In the past several days I have heard from:
An official of the Neighborhood Legal Services program, who urged me to write something on the importance of legal protections for low-income people;
A California man who fears that the CETA program he runs will shortly go out of business and who believes that a supportive column from me might help;
A widow who wants me to join her fight against an administration proposal to phase out Social Security students' benefits.
Leaving aside the vast overestimation of my influence on the Reagan administration, I'd have no problem defending any of these programs, or any of a host of other Great Society programs similarly under attack. They are, virtually without exception, worthwhile programs.
Neighborhood Legal Services had done for low-income people with civil-law problems what the Public Defender Service has done for low-income criminal defendants. It has protected their rights. If it makes sense that a defendant in a criminal case should not be denied the benefit of a competent defense simply because he had no money to pay a lawyer, doesn't it also make sense that a citizen with a grievance against a public or private institution should not be denied the right to pursue his claim simply because he's broke?
CETA, for all the bad press it has gotten, has managed to get a lot of people trained for useful work and also provided much of that useful work. If the government's position is that "workfare" is preferable to welfare, shouldn't it take some responsibility for seeing to it that people have a chance to obtain the skills that will let them go to work?
Education is a valuable thing, both for individuals and for the society as a whole. Isn't it reasonable, therefore, to insist that the government not abandon a program that makes education possible for children who have lost a wage-earning parent? Furthermore, as the widow pointed out, the government promised her family the college benefits. Indeed, she and her late husband took that promise into account when deciding on how much private insurance to purchase. If it is wrong for a private insurer unilaterally to reduce the coverage spelled out in a policy, isn't it equally wrong for the government to do the same thing?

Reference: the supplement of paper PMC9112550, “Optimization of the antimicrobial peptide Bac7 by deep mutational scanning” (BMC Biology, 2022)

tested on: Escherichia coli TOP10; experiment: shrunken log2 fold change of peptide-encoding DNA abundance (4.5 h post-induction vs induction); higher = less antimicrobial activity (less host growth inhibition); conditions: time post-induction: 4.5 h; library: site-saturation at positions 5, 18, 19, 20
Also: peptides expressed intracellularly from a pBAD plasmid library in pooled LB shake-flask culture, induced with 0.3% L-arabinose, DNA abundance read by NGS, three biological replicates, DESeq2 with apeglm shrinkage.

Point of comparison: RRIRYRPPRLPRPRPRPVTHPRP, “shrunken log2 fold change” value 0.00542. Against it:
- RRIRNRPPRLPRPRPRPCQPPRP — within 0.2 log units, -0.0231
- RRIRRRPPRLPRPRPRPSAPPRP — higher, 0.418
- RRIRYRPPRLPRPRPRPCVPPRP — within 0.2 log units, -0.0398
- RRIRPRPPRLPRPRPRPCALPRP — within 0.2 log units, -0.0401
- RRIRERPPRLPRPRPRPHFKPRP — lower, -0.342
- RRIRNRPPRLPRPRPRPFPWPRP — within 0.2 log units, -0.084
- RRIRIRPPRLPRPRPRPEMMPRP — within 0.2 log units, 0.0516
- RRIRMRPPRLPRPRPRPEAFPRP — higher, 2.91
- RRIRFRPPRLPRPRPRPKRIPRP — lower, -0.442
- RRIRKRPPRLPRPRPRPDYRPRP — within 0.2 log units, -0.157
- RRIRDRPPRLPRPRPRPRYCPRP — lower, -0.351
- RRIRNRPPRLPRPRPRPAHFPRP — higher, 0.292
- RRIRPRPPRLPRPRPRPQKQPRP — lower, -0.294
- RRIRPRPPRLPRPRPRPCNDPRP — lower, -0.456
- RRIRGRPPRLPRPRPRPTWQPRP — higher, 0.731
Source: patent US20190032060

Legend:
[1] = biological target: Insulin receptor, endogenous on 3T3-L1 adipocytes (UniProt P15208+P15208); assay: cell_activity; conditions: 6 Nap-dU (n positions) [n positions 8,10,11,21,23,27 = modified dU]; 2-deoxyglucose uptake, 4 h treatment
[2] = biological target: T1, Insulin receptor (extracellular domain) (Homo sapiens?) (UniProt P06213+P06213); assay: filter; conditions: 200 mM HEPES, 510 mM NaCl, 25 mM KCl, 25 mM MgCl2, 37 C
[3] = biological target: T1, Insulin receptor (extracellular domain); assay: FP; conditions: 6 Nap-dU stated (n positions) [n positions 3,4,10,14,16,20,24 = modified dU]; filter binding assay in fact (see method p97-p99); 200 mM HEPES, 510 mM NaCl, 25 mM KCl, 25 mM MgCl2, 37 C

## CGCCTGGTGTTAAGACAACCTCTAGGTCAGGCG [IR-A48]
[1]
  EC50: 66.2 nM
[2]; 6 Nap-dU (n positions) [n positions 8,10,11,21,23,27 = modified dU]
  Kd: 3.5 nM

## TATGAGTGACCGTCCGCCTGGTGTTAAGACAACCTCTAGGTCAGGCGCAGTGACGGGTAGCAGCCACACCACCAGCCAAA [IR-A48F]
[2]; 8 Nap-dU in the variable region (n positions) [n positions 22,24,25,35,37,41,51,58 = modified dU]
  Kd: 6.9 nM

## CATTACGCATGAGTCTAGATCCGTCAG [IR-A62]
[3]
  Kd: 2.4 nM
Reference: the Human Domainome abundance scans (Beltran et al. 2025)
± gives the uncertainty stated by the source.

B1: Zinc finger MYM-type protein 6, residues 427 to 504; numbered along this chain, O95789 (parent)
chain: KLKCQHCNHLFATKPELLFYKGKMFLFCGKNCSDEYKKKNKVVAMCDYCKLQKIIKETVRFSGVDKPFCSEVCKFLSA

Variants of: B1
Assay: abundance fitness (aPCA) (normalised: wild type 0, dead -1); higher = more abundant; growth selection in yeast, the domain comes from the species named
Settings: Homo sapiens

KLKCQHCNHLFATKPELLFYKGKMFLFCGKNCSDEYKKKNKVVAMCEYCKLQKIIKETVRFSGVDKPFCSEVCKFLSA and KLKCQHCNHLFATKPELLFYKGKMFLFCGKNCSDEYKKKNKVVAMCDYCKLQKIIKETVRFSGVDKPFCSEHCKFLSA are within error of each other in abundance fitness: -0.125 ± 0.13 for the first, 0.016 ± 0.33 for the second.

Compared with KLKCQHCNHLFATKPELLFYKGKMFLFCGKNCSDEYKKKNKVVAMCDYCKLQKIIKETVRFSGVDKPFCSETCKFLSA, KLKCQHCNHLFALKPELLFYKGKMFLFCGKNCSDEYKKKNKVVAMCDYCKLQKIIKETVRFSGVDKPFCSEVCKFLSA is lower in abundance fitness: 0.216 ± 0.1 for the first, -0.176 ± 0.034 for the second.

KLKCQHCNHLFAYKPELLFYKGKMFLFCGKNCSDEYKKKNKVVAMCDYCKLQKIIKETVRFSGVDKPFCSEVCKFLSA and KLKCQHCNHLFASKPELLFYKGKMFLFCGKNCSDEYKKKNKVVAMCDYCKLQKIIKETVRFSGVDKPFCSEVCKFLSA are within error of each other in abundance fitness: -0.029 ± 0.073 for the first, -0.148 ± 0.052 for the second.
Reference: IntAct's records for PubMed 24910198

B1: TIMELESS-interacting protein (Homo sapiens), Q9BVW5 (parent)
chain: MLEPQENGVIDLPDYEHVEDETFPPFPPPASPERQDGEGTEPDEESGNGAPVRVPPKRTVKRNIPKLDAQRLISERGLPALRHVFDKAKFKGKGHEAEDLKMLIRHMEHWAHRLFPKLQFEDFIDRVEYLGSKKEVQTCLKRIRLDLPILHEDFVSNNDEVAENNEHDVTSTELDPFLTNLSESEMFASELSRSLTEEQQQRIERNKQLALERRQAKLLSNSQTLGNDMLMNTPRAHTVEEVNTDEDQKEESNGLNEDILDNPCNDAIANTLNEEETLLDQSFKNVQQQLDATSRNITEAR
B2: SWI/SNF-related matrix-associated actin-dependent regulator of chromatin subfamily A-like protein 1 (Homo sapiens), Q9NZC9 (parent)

Equally valid defenses can be made for food stamps, free lunches, housing and farm subsidies, veterans benefits, price supports, fuel allowances or low-cost medical care. Even such things as public support for the arts and humanities or museums, zoos and aquariums are easily defended. They may not be matters of life and death, but doesn't the government have an interest in the cultural life of its citizens?
Take any of these programs one at a time, and their defense is easy. But if you accept as true that the national economy is in desperate shape because of inflation and lagging productivity -- and accept also that both these problems are exacerbated by excessive government spending -- then it makes sense to look for ways to reduce spending.
Obviously, the first thing to look for is waste and fraud. But that doesn't produce enough savings; in fact, it is often the case that efforts to combat waste and fraud cost more than the potential saving. Where to look next?
Some of us would contend that the bloated military budget is the logical place. But the political reality is that military spending won't be cut. What we are stuck with, them, is the necessity of deciding on the least awful of terrible choices.
You can't do that by examining programs one at a time. You have to weigh them one against the others and try to guess which cuts are likely to have the least disastrous long-term effect.
It's a fair guess that the window would opt for saving food stamps for the hungry rather than the Social Security tuition payments for her children, especially if her children would still have access to low-interest government loans for their college education. The staunchest defender of Neighborhood Legal Services might, forced to choose between that program and, say, housing subsidies, elect to defend the housing subsidies.
The hardest thing, of course, is to accept the necessity of such trade-offs. Defenders of the Great Society programs are behaving as though the whole package can be salvaged without jeopardizing the battle against inflation and low productivity.
They may be right, but it is painfully clear that the people in power don't think so. Some time very soon the defenders of programs for the non-rich had better get their heads together to find ways of persuading the administration that the Great Society and a balanced budget are not mutually exclusive or, failing that, to settle on a list of priorities.
Left to their own devices, the administration budget-cutters are likely to take their pound of flesh where it will hurt the most.